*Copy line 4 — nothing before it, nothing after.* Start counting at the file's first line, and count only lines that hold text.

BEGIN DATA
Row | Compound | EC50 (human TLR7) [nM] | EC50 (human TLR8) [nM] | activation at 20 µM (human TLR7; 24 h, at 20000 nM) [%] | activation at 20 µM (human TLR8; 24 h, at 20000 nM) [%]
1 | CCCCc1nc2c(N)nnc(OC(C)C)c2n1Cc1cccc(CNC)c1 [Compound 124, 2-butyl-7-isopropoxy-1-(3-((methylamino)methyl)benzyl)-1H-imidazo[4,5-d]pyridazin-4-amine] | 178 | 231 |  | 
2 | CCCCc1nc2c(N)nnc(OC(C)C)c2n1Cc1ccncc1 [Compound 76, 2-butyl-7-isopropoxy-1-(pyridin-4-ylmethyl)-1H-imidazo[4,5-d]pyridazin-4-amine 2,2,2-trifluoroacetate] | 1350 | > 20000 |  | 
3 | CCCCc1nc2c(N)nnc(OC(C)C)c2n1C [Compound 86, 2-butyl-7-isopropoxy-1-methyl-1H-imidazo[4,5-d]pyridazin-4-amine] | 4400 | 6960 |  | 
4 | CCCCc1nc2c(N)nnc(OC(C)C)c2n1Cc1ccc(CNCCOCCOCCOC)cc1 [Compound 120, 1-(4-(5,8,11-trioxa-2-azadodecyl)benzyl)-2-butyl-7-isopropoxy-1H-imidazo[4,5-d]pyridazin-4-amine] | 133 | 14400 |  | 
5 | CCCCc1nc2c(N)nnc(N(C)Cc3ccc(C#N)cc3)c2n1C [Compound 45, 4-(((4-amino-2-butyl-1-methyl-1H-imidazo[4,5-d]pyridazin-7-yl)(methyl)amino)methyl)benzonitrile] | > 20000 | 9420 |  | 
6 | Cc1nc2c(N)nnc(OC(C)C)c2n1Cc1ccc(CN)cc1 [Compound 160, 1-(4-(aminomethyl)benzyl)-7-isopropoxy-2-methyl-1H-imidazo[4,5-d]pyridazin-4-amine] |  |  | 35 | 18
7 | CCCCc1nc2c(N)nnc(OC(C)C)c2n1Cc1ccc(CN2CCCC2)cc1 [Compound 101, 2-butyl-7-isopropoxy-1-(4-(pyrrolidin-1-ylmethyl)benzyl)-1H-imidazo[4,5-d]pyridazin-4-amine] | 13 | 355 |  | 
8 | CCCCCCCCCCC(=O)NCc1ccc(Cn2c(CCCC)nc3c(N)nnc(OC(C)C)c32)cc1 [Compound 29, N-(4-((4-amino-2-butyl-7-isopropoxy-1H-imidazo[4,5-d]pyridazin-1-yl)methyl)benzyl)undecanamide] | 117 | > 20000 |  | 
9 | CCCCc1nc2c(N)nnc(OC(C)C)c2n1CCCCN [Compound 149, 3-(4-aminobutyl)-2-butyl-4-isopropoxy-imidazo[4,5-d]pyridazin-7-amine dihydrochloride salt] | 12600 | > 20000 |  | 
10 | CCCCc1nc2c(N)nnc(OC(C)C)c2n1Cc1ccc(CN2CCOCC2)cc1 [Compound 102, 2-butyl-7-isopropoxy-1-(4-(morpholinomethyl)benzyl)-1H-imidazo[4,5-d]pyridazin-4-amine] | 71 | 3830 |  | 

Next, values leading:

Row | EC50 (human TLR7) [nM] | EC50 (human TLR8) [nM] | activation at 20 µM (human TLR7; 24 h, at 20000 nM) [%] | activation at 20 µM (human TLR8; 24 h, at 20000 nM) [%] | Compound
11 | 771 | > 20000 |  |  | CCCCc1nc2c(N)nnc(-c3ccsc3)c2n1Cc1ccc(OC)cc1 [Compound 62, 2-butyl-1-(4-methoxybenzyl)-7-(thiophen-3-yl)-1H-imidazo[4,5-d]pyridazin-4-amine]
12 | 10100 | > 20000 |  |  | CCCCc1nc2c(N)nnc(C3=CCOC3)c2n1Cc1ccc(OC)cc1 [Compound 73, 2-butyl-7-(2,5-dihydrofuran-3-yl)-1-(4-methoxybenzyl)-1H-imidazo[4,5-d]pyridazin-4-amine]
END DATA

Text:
3 | CCCCc1nc2c(N)nnc(OC(C)C)c2n1C [Compound 86, 2-butyl-7-isopropoxy-1-methyl-1H-imidazo[4,5-d]pyridazin-4-amine] | 4400 | 6960 |  | 